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Duane Pitre - Bridges

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Artist: Duane Pitre

Album: Bridges

Label: Important

Review date: Aug. 9, 2013

Duane Pitre was an interesting guy up until 2012. He had a novel backstory (professional skateboarder gives up the board for rock, then teaches himself to be a minimalist composer) and some solid records, each one different from its predecessor. But then he released Feel Free, a record so complete, gorgeous, powerful, and approachable that it moved him right up to the front of the class. What do you do to follow up a record like that?

Pitre’s response is canny and a bit cautious. Bridges fully lives up to its name, and not just in the way that its composer intended. Pitre envisioned the piece as a bridge between Eastern, modern classical, and Middle Ages liturgical music. It also offers a path from the immersive, computer-based music he’s been playing live for the past year right back to the sound world of Feel Free. Finally, it keeps Pitre’s artistic options open.

Like its predecessor, Bridges features harmonics played on a stringed instrument tuned in just intonation, and voluptuous cello lines that move through said harmonics with unhurried but purposeful grace. But the harmonics on Feel Free originated from Pitre’s guitar collection and were loaded into a computer program that could either play them in semi-random, always-harmonious combinations or cede control to a human player. They were like a three-dimensional framework that could be the entire music, but could also contain and be transformed by external influences. On Bridges, Pitre started with a Turkish lute known as a cumbus, which he retuned to his specifications, and a mandolin, which he set side by side and played with one hand each. Their combined sonorities end up sounding like some celestial banjo instead of the six stringed wind chimes effect that the randomized guitars achieved on Feel Free. Then he added electronics, more plucked sounds from a ukelin, Bhob Rainey’s soprano sax, and Oliver Barrett’s cello.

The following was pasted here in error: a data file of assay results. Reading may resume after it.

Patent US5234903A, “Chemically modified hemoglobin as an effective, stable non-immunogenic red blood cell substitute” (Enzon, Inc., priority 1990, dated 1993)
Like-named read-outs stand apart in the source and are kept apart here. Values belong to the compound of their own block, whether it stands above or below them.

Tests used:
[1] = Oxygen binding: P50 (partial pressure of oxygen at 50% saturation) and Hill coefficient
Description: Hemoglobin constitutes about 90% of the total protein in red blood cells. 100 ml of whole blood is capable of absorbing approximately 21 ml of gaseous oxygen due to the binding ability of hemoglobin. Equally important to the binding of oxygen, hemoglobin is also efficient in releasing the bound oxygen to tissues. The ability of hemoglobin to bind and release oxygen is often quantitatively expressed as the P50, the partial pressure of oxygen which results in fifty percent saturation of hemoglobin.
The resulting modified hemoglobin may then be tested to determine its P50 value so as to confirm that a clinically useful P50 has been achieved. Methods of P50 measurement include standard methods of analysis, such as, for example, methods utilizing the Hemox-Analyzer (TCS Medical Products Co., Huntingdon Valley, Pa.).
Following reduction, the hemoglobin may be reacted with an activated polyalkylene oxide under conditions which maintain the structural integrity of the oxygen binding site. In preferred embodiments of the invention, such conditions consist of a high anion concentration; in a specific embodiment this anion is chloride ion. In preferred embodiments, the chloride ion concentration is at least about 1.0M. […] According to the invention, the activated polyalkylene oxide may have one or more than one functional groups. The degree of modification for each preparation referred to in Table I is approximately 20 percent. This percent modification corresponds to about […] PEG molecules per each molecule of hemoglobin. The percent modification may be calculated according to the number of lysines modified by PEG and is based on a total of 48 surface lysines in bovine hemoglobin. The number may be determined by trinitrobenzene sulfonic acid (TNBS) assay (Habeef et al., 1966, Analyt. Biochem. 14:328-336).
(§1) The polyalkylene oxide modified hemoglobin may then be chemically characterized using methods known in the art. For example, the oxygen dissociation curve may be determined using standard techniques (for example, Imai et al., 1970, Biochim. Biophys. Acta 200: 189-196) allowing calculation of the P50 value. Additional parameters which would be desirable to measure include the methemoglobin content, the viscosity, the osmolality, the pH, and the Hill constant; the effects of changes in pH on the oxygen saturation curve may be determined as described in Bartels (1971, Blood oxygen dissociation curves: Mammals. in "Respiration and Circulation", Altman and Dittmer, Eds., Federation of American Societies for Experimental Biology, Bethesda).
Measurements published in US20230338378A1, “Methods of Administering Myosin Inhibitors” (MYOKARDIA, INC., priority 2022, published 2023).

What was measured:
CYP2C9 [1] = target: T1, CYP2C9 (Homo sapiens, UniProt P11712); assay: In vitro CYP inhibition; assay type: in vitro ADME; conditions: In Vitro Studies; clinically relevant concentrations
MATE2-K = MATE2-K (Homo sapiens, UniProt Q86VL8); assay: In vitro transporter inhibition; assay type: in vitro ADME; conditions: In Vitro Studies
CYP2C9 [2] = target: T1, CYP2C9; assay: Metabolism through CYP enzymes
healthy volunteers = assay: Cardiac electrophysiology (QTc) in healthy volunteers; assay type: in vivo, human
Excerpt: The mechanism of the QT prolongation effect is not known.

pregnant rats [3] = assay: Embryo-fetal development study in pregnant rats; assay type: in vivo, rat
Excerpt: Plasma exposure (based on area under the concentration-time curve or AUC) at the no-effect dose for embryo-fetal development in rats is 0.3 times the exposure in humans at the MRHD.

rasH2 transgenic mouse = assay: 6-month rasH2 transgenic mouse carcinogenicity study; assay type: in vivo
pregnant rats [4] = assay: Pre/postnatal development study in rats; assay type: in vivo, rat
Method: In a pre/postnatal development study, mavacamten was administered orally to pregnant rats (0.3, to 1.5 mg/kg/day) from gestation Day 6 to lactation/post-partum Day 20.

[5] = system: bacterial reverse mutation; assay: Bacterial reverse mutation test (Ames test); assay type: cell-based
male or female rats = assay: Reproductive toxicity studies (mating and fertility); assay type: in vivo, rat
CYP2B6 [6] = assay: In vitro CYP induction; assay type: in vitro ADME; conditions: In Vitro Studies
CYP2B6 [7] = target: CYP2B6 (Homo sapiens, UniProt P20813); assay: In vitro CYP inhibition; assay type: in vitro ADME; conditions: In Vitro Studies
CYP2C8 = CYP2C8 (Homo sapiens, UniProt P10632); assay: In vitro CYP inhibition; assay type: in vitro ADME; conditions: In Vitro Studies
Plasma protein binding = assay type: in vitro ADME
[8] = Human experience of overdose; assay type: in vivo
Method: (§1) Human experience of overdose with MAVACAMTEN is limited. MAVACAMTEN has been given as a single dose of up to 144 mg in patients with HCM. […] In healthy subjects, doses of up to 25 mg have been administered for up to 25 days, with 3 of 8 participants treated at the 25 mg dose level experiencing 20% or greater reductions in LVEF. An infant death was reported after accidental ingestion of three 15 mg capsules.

When the cello cleaves the strings on “Earth/Ember/Serpent” (although the music on each side of the album sports three names, it is divided into just two CD tracks or LP sides) it sounds quite a bit like Feel Free. But the way it behaves is different. There’s no random element, and consequently the endless change of Feel Free is replaced by a more purposefully directed progress. On “Cup/Aether/Crane,” sustained cello tones stretch, accumulate, and curl over an electronic drone that in turn progresses like some ancient piece for church organ. When the plucked strings appear, they feel more like decoration than a framework.

If you’re looking for another record that sounds like Feel Free, Bridges hits the spot without merely duplicating it. But it also rings some changes. The withdrawal of Feel Free’s random elements reasserts compositional control, and in doing so makes clear that Pitre is a creator of systems rather than an artist beholden to a particular system. Who knows, he might even abandon just intonation someday. And it might sound just as good as the music he’s making right now, only different.

By Bill Meyer

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